Much of the life on the base that Keiji experiences are not replicated in the film, along with the characters. The character of Rita is altered from an American Special Forces Jacket operator, to a British Special Forces soldier. Speaking of the powered armor…in the book, the infantry uses powered armor called “Jackets”, and the manga reflects the full armor approach that is very Japanese in design, the film is more exoskeleton, more Elysium and Iron Man. The starting point for the alien Mimic is said in the film is Germany, and at the opening of the film, Earth is planning a counterstrike from the English coast. As a consequence of altering the main character and the setting, the difference between the book and movie increases greatly, making the film and book barely related...hell, even the reason why Cage and Rita are loopers is different along with the conclusion. Oddly, they are better in the film than the book.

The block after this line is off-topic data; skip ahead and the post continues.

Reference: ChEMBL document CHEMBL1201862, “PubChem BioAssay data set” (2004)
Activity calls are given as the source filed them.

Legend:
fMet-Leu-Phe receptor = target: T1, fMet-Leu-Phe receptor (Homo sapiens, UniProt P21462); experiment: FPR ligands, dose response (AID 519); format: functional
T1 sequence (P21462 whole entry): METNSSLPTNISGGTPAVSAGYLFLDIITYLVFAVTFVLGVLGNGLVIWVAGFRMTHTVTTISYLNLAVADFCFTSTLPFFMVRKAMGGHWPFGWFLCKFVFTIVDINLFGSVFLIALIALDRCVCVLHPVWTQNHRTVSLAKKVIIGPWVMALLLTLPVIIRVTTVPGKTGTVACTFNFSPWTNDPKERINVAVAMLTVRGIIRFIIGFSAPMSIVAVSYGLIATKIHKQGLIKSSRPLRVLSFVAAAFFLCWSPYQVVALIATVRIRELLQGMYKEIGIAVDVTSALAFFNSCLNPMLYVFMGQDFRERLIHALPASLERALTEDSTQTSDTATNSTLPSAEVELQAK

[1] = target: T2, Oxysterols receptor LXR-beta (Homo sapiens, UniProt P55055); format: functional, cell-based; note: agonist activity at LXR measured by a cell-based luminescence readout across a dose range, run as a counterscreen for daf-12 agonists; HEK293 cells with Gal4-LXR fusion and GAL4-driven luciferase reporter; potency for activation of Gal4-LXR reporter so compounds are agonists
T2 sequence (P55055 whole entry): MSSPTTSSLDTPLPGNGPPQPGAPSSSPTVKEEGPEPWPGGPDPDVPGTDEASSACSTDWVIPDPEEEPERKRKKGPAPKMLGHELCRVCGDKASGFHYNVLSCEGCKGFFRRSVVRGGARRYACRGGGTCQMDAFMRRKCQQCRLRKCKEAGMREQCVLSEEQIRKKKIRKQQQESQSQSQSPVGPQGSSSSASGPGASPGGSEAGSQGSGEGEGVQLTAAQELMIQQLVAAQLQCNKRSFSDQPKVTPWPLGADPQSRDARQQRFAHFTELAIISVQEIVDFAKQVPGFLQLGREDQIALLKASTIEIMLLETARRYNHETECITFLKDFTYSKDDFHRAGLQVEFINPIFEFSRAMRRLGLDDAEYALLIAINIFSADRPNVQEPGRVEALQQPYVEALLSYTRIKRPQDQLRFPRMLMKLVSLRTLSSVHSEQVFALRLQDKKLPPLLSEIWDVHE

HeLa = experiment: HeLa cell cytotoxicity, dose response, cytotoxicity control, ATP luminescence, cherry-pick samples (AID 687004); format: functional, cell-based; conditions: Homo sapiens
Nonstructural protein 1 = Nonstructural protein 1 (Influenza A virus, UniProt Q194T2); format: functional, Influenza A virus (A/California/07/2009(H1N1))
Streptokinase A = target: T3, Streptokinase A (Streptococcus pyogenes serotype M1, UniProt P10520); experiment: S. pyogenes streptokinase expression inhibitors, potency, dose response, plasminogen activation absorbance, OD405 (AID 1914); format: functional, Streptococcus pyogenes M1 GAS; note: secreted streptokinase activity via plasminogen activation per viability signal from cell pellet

I think that overall story, the tone, the acting, the chaotic battle scenes, and the very cool Jacket APS make Edge of Tomorrow a film worth seeing, especially in 3D, which was done quite well done. I always believe that we fans of military science fiction should see Edge of Tomorrow to let Hollywood know that we moviegoers want more military science fiction films. And maybe, just maybe, this will inspirit Ridley Scott to get off of his ass, and make our Forever War movie! In the end, I still think that Battle: Los Angeles is are more effective military science fiction alien invasion flick than Edge of Tomorrow. I will be adding Edge of Tomorrow to my DVD collection.
Next Time on FWS...
Here is Jeremy Jahns Review: